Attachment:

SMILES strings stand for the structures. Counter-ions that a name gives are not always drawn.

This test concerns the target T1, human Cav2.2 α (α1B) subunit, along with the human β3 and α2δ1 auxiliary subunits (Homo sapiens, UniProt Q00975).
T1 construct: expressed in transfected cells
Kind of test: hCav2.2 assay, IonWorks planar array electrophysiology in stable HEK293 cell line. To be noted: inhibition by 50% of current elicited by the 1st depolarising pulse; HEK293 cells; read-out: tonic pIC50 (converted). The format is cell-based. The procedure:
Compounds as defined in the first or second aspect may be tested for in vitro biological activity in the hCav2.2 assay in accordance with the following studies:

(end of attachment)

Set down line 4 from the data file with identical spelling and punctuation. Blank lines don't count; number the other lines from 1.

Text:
Kind of test: hCav2.2 assay, IonWorks planar array electrophysiology in stable HEK293 cell line. To be noted: inhibition by 50% of current elicited by the 1st depolarising pulse; HEK293 cells; read-out: tonic pIC50 (converted). The format is cell-based. The procedure: